Thursday, November 16, 2006

Bruce Springsteen: Nebraska

Kitsch and I got in a brief and recurring argument at work to day over Springsteen's Nebraska. He says he wants to feel like hes getting, and I paraphrase, oiled up for some dirty and manly and grunting sex. but Nebraska doesn't do that for him. I thought that Springsteen only did that to dirty, oily, manly New Jersy-ites. I suppose a state's border does not necessarily divide the genes that would lead one to plant one's home beneath a cloud of stench bigger than the one that followed Marlon Brando in his fat, final days.

Actually, New Jersey is very pretty, and my immediate, typical, writerly response to any mention of it was to be rude to it for being industrial and gritty when, in places, it is lush and leagreen. This, my dear Alex Kitsch, is why I love Nebraska over Springsteen's other work: it is not about the New Jersey we all hate like an annoying cousin.

Nebraska is about New Jersey in the off-the-turnpike places. The places that aren't covered in brown. The people that aren't covered in Axe body spray and pookah shells (jab number 2). But theres grit there, its the tinysoft Tallahasee kind of grit; the stuff that gets in your hair and won't come out in the shower.

Its about as blue collar that the boss gets. stripped of a band and a recording studio. recorded in his basement. Softstrummed with a sense of urgency.

I can't really think of an album that has the same reddish feel to it. Gang of Four captured the grit a few times, but they're an entirely different genre (freakin' entirely). Sometimes Will Oldham comes close in his many iterations, but his flavor of intensity leans more towards soothing and underhanded. Smog comes pretty close in his earlier, lo-fi kind of stuff, but he doesn't have the same blue-collared feel to it.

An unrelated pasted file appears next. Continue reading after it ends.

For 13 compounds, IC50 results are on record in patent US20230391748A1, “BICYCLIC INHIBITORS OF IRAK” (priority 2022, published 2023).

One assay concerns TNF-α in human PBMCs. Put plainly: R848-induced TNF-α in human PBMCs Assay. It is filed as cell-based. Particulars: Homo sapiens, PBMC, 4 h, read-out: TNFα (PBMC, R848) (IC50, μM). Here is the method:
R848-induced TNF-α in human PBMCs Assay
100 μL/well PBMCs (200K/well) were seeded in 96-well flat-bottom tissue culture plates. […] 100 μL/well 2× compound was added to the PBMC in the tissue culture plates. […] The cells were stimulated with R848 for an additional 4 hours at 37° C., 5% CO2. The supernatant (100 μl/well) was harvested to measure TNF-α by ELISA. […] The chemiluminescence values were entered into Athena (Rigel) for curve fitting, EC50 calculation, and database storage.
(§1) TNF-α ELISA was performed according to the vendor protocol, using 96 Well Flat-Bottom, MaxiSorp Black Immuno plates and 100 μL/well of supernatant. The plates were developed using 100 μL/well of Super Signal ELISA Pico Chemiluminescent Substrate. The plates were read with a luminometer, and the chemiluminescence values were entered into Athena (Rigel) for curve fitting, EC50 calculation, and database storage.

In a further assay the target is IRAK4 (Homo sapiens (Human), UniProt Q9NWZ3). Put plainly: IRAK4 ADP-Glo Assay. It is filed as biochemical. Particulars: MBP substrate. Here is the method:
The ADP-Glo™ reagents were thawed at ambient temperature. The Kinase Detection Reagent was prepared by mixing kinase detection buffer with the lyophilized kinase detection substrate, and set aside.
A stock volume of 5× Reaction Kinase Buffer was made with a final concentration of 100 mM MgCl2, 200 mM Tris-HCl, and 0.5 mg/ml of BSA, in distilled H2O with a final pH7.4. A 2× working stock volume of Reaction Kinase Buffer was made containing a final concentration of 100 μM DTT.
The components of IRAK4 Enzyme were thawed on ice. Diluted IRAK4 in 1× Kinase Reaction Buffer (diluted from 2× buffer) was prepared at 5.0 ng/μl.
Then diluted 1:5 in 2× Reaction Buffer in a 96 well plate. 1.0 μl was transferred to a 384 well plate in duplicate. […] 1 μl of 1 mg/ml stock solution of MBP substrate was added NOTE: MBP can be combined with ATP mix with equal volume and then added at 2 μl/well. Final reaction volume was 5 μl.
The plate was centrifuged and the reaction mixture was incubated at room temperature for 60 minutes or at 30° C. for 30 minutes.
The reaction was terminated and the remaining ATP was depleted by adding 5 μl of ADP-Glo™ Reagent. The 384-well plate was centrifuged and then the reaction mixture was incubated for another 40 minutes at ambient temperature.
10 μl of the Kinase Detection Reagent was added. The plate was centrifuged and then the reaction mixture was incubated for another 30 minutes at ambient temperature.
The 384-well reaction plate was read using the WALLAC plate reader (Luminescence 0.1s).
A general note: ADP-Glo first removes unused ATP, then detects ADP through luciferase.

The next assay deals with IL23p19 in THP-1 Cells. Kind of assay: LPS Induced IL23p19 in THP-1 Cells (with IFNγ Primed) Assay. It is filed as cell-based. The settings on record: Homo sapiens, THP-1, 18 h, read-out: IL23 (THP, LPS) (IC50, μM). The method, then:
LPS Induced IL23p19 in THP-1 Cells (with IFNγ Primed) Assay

Regardless of pointless and failed allusions to others, I've found that Nebraska beats out most albums on the record player. Something about listening to it with as many pops and sizzles as possible (I have an old copy) makes it that much more attractive of an album.

Anyway I'm not about to go put Nebraska on when I feel like getting all sexed up, I have Purple Rain for that. I will, however, put Nebraska on when I want to have a gritty, sloppy, but endearing make out session with a lady. The kind where my fingers get tangled in the bra strap and we both giggle in appreciation. The kind that actually is more appropriate in the back seat of a car looking over top of an oil refinery, or in a New Brunswick parking lot.


Alex said...

FINE. I'll listen to Nebraska again, but I seriously doubt anything can top the untethered glory of "Blinded By the Light," "Thunder Road," "Lost in the Flood," "Growin' Up," "Tenth Avenue Freeze Out," or "Backstreets."

Also, do I need to point out the weird fetish cum justification around the idea of being the most blue collar album he put out? I mean, dude, c'mon. There is an entire aesthetic at work in recording without a studio, specifically in a basement, with a sense of urgency, that has nothing to do with class, and a lot to do, well, just aesthetics that have long pre-dated Springsteen's recordings. I mean, didn't it all become a bit nakedly obvious when he put out We Shall Overcome, an entire album of Pete Seeger covers, this year?

Also, as I listen to this, I realize that it isn't even THAT lo-fi! He must have one cavernous basement to get that much reverb on his voice in the title track! And "Atlantic City" needs to be a rocker. But the album is pleasant enough, I really don't dislike it so much as I can't understand why so many people put Nebraska way over the others. Actually as I listen to it, I realize that one of the biggest problems for me is that it all runs together into a rather mid-tempo, soft-volume, sight-tastic campfire record, whereas the others are more spaced out, a little something for everyone. I'm listening to "Mansion on the Hill" right now, and I'm really hoping that the next song brings in some fucking sax but I know it won't.

Alex said...

That should be sigh-tastic.